Brachialis

Brachialis muscle is found at the upper arm. It flexes the joint of elbow while assisting the biceps all the way through the endeavor. This muscle originates in the lower half of the humerus’ front close to insertion of the deltoid muscle. However, this muscle doesn’t get involved in pronation and supination of the forearm because they are not inserted in the radius.

Brachialis is a Latin word which means “to the arm”. The muscle is greatly involved in the flexion of the elbow regardless to the grip someone is using while exercising. Thus, it is a very important muscle used in playing sports especially while grabbing or pulling. It also balances the elbow joint by collaborating with bicep brachii which is particularly significant for overhead movements like throwing handballs and volleyballs.

Brachialis

Exercises

Exercises for the brachialis muscles ought to give a larger appearance to the biceps and makes the muscles stronger which enhances the strength overall. When searching for such exercises that will increase the brachialis strength, experts recommend the exercises that focus on bicep set. There are many exercises that can help you get those results; some of them include hammer curls, upside down curls and thumbs up curls.

Injury

Brachial plexus communicate between shoulders and spine and they could get injured while playing contact sports and the patient may experience a lot of pain. While stretched nerves heal themselves, the torn ones require therapy. The symptoms of a tear vary and are determined by location and severity.

Brachialis

Source: Mayo Foundation

When the strains are less, the sufferer experiences electric shocks in the arm and numbness and weakening of the arm is also experienced. The disability and weakening becomes permanent when the injury is major and medical attention will be required as soon as possible.

The injury to the brachial plexus could be due to a number of ways. These include trauma like accidents, bullet wounds and animal bites etc. Contact sports also stretch the brachialis nerves when the players collide. Other than that, difficult births and problem in childbirth can injure both lower body and upper body nerves of the baby.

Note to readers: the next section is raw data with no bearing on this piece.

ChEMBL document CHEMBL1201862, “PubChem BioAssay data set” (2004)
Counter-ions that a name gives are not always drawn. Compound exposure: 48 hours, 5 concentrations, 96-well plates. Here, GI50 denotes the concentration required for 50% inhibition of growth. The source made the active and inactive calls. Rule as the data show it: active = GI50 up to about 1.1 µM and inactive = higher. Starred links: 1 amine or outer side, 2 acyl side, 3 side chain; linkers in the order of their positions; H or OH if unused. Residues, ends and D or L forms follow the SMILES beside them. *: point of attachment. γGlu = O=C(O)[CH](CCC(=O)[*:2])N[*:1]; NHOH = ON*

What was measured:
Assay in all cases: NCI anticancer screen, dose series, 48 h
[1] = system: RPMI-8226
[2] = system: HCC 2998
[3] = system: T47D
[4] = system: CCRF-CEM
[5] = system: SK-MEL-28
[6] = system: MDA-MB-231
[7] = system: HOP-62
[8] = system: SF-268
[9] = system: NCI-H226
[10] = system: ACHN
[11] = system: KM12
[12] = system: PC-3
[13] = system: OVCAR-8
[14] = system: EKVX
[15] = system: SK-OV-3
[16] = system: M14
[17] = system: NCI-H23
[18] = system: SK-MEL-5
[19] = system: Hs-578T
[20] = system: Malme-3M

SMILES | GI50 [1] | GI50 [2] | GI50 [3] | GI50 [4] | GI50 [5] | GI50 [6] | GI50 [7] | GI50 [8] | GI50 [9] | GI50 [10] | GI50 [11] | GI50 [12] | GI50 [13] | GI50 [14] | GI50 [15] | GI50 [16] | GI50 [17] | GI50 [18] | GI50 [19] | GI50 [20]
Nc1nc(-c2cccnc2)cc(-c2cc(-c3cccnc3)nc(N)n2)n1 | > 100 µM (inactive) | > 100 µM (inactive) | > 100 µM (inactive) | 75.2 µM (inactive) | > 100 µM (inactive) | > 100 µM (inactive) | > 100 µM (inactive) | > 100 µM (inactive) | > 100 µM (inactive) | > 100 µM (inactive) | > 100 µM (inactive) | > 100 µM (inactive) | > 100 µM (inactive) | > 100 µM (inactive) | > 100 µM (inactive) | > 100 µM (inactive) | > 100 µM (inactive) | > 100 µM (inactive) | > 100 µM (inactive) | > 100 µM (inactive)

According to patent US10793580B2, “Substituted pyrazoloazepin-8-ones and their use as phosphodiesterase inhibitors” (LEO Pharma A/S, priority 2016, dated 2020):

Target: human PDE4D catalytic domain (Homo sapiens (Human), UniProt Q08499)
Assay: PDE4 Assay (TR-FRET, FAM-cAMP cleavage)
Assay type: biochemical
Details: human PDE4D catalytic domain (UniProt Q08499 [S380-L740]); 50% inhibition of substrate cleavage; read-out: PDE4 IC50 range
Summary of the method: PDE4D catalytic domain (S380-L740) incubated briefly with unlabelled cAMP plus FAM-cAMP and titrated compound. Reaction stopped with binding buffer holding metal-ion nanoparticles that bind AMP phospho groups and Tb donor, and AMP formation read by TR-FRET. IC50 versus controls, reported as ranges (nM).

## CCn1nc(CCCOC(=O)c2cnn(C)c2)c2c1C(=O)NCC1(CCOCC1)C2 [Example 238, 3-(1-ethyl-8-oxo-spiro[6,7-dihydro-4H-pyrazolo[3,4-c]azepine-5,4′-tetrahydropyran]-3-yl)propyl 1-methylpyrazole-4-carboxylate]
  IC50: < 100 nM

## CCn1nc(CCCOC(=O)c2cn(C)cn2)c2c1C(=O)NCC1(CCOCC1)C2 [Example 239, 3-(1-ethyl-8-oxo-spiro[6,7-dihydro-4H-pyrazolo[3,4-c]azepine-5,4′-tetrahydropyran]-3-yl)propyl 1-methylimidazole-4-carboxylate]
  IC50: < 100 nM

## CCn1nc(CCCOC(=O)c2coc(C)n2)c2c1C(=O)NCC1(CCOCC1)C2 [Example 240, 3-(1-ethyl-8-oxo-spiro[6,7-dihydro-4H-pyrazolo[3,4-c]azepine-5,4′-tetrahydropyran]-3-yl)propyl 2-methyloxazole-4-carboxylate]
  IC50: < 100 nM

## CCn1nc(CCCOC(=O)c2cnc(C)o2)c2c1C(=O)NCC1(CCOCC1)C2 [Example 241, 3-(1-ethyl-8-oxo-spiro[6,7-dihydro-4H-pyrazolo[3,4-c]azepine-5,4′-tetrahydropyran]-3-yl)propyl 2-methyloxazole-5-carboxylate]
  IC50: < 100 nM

Diagnosis and Treatment

A number of tests are used to determine the severity and extent of the injury to the Brachialis muscle. The two of these preliminary tests are magnetic resonance imaging and electromyography. The former uses radio waves and magnetic force to determine the damage to the muscles and severity of the injury to the brachial plexus. It also helps in verifying if the nerves have disengaged from the spinal cord. The latter, electromyography, is done by inserting a needle from skin to muscle and after it’s done, the patient is asked to contract that muscle. It generates electrical activity and gives information about the muscle’s response on stimulation of the nerve. It may be painful, not necessarily uncomfortable, but it successfully determines the nerves’ health using the movement of muscles.

The pain of Brachialis muscle tear is overwhelming. The first step towards treatment is acknowledging the pain and using anticonvulsants and antidepressants to ease it. Also, Transcutaneous Electrical Nerve Stimulation – a device that uses electrodes to relieve the pain – could be used. One other way that doctors use is transferring the muscles from some other body part to the arm in case when the arm muscles are getting deteriorated. In some cases when the muscles are not torn, they heal themselves but sometimes it leaves scar tissues that need to be removed to make the nerves work; that calls for a nerve surgery.

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